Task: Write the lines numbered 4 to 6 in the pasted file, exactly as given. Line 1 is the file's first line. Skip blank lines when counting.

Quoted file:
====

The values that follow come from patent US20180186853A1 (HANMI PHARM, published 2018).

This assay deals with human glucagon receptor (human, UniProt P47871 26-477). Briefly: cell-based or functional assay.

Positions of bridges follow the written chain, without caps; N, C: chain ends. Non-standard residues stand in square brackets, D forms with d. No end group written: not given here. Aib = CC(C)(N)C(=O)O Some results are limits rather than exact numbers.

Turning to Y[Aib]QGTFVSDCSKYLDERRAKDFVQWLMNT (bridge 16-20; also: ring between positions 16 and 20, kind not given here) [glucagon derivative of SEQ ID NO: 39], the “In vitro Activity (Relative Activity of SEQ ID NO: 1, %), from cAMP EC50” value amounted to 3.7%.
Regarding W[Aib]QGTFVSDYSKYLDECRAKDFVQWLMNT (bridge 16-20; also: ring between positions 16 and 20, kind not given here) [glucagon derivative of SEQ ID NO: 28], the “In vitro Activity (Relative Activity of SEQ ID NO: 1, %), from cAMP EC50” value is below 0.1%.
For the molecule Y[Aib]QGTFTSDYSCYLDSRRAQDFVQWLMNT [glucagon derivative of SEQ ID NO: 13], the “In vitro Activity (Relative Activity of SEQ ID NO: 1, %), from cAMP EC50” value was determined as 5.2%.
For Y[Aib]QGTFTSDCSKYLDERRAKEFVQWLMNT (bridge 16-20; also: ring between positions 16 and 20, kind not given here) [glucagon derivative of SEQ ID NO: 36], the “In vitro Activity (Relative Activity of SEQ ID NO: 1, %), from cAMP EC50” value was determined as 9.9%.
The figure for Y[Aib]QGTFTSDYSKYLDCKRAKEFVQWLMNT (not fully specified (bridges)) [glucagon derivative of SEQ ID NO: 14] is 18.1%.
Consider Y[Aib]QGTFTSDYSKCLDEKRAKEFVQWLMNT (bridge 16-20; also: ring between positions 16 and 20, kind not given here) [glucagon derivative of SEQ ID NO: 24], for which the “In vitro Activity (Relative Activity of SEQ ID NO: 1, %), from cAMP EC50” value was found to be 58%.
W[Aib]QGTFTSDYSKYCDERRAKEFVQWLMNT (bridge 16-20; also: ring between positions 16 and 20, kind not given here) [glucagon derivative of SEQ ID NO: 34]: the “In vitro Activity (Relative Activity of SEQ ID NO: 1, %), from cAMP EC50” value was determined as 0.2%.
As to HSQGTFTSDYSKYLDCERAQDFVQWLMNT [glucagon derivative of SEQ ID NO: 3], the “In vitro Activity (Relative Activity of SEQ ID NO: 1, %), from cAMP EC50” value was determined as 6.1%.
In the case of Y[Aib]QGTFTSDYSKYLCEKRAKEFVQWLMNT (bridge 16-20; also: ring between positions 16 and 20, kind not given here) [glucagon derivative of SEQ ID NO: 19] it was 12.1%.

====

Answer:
Turning to Y[Aib]QGTFVSDCSKYLDERRAKDFVQWLMNT (bridge 16-20; also: ring between positions 16 and 20, kind not given here) [glucagon derivative of SEQ ID NO: 39], the “In vitro Activity (Relative Activity of SEQ ID NO: 1, %), from cAMP EC50” value amounted to 3.7%.
Regarding W[Aib]QGTFVSDYSKYLDECRAKDFVQWLMNT (bridge 16-20; also: ring between positions 16 and 20, kind not given here) [glucagon derivative of SEQ ID NO: 28], the “In vitro Activity (Relative Activity of SEQ ID NO: 1, %), from cAMP EC50” value is below 0.1%.
For the molecule Y[Aib]QGTFTSDYSCYLDSRRAQDFVQWLMNT [glucagon derivative of SEQ ID NO: 13], the “In vitro Activity (Relative Activity of SEQ ID NO: 1, %), from cAMP EC50” value was determined as 5.2%.